Unruly Heroes PC Review

Varied gameplay, fluid animations and beautiful landscapes make Unruly Heroes a platformer that's not to be missed.

By Woozie, Posted 24 Jan 2019

Unruly Heroes begins with the sacred, harmony-preserving scroll in tatters and a plethora of malevolent creatures spreading chaos throughout the land. It’s then up to four heroes – Sanzang the wise, Wukong the fearless monkey, Kihong the greedy pig, and Sandmonk the sensitive brute– to save the day. Magic Design Studios’ Chinese-mythology inspired 2D action platformer not only catches the eye from the very first moments, but also mixes a surprisingly varied offering of platforming challenges and mechanics with fast battles, making for one heck of a journey.

Across its 29 levels, Unruly Heroes does an excellent job of varying up the obstacles it throws your way. Things start fairly easily with jumping over gaps, wall jumps and avoiding deadly spikes. Soon after, you’ll find yourself using a vase to vacuum ink clouds and draw platforms towards you, or a fan to turn lava into stone. Other sections involve inverting gravity and relying on a spirit ball to jump from platform to platform, which, while a tad fiddly at first due to the floaty controls, aren’t impossible to master.

Unruly Heroes, PC, Review, Screenshot

To overcome these obstacles, the four protagonists bring different abilities to the table. Wukong and Sandmonk can double jump, while Kihong and Sanzang jump higher and are able to gracefully glide on their way down. While Sandmonk is able to shatter certain stone pillars, statues found throughout the levels enable Wukong to use his staff as a makeshift bridge, Sanzang to fire bouncing projectiles in order to open the way and Kihong to fill himself up with air and float upwards, much like a balloon.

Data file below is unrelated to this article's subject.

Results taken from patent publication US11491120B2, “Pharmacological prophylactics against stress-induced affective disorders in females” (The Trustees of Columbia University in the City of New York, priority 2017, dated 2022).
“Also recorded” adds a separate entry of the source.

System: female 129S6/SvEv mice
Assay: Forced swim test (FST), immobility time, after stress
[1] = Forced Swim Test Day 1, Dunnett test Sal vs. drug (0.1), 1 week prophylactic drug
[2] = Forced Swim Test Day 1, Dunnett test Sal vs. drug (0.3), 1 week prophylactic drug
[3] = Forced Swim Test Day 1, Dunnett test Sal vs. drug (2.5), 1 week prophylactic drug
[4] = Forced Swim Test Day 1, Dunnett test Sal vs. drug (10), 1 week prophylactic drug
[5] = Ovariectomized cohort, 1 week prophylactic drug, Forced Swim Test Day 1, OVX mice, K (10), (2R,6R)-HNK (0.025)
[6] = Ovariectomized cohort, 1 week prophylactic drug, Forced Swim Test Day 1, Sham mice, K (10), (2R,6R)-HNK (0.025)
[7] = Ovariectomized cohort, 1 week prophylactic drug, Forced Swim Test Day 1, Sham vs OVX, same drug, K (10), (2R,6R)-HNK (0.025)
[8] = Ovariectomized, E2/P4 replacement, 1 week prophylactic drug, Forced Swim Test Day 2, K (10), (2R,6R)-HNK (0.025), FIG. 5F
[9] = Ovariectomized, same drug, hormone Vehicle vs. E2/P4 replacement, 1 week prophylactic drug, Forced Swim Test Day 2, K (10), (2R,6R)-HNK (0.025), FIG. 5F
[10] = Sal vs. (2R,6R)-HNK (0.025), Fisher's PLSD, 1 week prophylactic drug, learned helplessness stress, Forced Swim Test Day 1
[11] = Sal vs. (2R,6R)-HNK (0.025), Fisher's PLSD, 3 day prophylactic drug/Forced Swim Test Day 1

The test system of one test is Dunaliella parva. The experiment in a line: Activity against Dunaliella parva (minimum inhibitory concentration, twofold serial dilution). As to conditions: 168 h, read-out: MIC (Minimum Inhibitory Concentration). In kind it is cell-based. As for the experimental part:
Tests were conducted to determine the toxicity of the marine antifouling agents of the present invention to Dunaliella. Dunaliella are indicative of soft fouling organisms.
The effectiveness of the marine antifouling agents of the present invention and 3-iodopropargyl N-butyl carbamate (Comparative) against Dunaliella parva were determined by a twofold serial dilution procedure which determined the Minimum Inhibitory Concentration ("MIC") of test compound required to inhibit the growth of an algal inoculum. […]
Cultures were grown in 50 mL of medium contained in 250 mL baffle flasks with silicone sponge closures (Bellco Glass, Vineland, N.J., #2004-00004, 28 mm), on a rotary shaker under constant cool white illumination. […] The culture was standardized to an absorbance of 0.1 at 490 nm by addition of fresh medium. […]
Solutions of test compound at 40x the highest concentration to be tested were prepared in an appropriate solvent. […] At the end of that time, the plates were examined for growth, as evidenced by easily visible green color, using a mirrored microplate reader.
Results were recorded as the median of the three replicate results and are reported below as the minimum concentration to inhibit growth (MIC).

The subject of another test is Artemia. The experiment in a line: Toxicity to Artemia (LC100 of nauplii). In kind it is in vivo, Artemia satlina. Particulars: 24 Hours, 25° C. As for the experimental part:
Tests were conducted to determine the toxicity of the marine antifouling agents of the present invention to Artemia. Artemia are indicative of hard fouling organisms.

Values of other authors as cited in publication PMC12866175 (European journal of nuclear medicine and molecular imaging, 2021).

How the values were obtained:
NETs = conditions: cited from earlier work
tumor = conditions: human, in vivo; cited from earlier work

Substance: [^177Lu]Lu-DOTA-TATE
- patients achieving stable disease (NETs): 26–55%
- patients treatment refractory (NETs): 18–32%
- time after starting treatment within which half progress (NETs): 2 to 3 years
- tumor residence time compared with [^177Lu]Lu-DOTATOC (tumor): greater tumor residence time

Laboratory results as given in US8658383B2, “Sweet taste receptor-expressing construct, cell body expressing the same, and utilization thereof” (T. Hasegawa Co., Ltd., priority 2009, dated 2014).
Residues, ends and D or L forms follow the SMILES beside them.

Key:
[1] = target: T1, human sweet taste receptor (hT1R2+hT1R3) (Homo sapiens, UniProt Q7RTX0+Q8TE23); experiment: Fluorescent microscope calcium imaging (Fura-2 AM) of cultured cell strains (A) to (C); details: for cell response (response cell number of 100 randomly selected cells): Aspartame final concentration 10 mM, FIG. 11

The four heroes can also take control of other creatures in a handful of levels. After delivering it a sound beating, I spent almost an entire level as one of the stronger wolves that could howl to make others follow him. While I dealt with obstacles in the foreground, the smaller wolves would replicate my actions in the background, also helping against a boss that went into the background to heal, only for the summoned pack to hurl spears at it to stop it from doing so. Another such case gave me control of a bug that could climb on walls. Both sections successfully refresh Unruly Heroes’ gameplay.

Unruly Heroes, PC, Review, Screenshot

Dead protagonists leave behind soul bubbles which, after a brief cooldown can be hit in order to revive them with a fraction of their health. Dying isn’t overly punishing in Unruly Heroes, as soul bubbles are generally easy to pick up, following you from the place where the character died. If you lose two characters, one bubble appears right where you respawn. On the other hand, in boss fights, you have to be a bit more careful as enemy attacks are more prone to shatter the bubbles, and losing all four characters sends you back to the checkpoint.

Unruly Heroes’ combat is fairly fast-paced, requiring you to always be on your toes. Although enemies telegraph their attacks quite clearly, when multiple opponents join the fray movement becomes a vital tool to navigate the chaos. Dashing behind an enemy or through projectiles, only to smack foes in the back with your staff, fists or magical orbs feels as satisfying as it is quick. When levels have lethal spikes, chasms or lava, grabbing foes and kicking them into these hazards opens up an extra way to deal with opponents.

Unruly Heroes, PC, Review, Screenshot